Jul 31, 2013

16 Ways to Lose the Trust of Your Volunteers (and how to avoid it)

Don't return their phone calls or emails.
How to avoid...

  • Return phone calls or emails within 24 hours.  48 hours max.
Don't communicate with them.
How to avoid...
  • Communicate with them weekly.  
  • Find out what method of communication is most effective for your team and use it. 
Don't follow through on your promises.
How to avoid...
  • The moment you make a promise, write it down.  
  • Make it happen.
  • Report back to them that it is complete.
Don't be prepared when you ask them to come to a training session or meeting.
How to avoid...
  • Be prepared and set up before they start arriving.  
  • I recommend being set up and ready to go at least 30 minutes before the meeting starts.  This allows you to be relaxed and able to spend time with your team before the meeting starts.
  • Make it worth their time.  People don't attend a training meeting because they've been to one.
Don't pay your bills on time.
How to avoid...
  • Be above reproach with your finances. 
  • Be known in the community as a person of integrity and someone who pays their bills on time.  If you are not...word will get around.
Don't be above reproach with the opposite sex.
How to avoid...
  • Set clear boundaries about your interaction with members of the opposite sex.
  • If you are married, never ride alone in a car with someone of the opposite sex except your spouse.
  • Have a window where people can see into your office at all times.
  • Be very careful about counseling a member of the opposite sex.  If you have to, then have someone else in the room.  The best scenario is to not counsel anyone of the opposite sex alone.
Don't be prepared for the weekend services.
How to avoid...
  • Be prepared and ready to go way before the service begins.  This allows you to relax and spend time with the kids, parents, and volunteers as they arrive. 
  • Check everything ahead of time.  Object lessons, sound cues, videos, etc.  Never assume it is going to work without testing it.
Don't practice what you preach.
How to avoid...
  • Lead by example.
  • Spend more time working on you than you do on the ministry.
Don't listen to their concerns or ideas.
How to avoid...
  • Not only listen to ideas and feedback, but seek it out.
  • Be more concerned about understanding than about being understood.
  • Remain teachable.  
  • Hold the ministry with open hands.
Don't be available for them in their time of need.
How to avoid...
  • Don't just say you are going to pray for them, actually take time to pray with them.
  • When they are in the hospital, experience a loss, or hurting...be there.  
  • It's not what you will say during those times, it's your presence that will make the biggest difference.
Don't support your Pastor and church leaders. 
How to avoid...
  • Be loyal to your Pastor and church leaders.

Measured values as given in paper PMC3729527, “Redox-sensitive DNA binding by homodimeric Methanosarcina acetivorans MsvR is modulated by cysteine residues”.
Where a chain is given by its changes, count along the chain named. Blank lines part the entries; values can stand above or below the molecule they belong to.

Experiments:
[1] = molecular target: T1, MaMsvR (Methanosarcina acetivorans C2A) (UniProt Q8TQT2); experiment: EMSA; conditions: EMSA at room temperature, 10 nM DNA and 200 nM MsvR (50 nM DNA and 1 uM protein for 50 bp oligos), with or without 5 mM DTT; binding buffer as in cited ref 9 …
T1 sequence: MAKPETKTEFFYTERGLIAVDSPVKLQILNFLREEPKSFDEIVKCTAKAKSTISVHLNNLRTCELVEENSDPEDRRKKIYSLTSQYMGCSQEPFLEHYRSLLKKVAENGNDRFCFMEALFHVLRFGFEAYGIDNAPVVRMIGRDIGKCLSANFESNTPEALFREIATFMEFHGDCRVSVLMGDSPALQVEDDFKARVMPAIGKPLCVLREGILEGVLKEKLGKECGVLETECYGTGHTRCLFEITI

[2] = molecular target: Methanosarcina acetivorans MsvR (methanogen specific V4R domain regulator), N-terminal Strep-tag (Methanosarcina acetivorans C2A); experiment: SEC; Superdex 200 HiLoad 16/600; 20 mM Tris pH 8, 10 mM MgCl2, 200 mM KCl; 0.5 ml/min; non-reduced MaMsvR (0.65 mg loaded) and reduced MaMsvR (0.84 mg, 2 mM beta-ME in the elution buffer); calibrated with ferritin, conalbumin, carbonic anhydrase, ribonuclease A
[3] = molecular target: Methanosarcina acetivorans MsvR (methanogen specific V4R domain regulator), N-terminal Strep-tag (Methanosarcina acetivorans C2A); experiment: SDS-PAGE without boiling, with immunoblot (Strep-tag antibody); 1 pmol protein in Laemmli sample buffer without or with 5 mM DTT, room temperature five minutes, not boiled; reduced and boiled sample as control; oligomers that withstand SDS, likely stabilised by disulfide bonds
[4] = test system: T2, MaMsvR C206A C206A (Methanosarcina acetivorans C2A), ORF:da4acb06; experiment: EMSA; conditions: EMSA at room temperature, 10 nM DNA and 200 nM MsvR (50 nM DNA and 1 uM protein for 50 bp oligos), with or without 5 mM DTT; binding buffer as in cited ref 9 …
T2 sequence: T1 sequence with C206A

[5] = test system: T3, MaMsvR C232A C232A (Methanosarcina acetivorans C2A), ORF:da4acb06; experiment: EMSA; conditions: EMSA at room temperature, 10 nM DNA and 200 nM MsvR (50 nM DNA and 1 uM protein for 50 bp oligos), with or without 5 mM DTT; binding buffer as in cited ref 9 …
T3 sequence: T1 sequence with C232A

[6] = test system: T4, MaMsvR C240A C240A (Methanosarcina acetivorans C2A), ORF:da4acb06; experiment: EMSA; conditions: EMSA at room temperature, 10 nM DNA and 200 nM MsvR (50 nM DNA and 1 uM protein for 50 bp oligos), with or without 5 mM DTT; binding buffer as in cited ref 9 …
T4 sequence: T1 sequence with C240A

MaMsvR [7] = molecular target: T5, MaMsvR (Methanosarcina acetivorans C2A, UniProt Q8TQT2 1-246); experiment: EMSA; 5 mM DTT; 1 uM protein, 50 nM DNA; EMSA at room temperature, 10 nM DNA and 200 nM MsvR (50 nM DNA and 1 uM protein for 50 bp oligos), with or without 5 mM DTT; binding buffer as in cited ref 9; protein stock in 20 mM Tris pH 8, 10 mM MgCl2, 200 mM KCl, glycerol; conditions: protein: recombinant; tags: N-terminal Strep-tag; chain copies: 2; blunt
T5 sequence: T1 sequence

• Don't whine or complain about how tough your job is or how much you are getting paid.
  • Always practice direct communication.  If an issue or question arises between you and your Pastor or direct report, go talk directly to that person instead of having a side conversation with your volunteers.
Don't give them credit for accomplishments.
How to avoid...
  • Push other people into the spotlight instead of yourself.
  • Brag on your volunteers...a lot.
  • Take time to recognize the people who worked behind the scenes to make an event or program successful.
Don't tell the truth.  Lie when needed.
How to avoid...
  • Always tell the truth.  Always.
  • Be a person of your word.
  • Shoulder the blame for mistakes.  Remember... as the leader...the buck stops with you.
Don't deal with sin or disunity.  Just sweep it under the rug or hope it will go away.
How to avoid...
  • Don't participate in or tolerate gossip or disunity. 
  • Deal with sin in a timely, appropriate, and Biblical manner.
  • Protect the unity of the team.  Unity doesn't happen naturally.  You have to fight for it.
Don't lead by relationship, lead by title.
How to avoid...
  • Spend time loving and honoring people.  You get what you give.
  • Include people.  Be collaborative.  
  • Build relationships with people.  Let them know you care more about them than about what they do.
Don't work hard...be lazy.
How to avoid...
  • Develop a strong work ethic.
  • Be a servant leader.
  • When it's time to get hands dirty...lead the way.  Instead of barking orders from the sidelines...be right in the middle of the blood, sweat, and tears.
The floor is yours.  What are other ways children's ministry leaders lose the trust of their volunteers?  Share your thoughts with us in the comment section below.

1 comments:

what is the Job Description of a Church Volunteer? my understanding is volunteers are members that want to use their talents or their background, to aid the church and fulfill its needs with service and actions rather than money, so if we have a fully staff team what is the duties of a volunteer and The use of their talents and gifts, same applies to a ministry partner.


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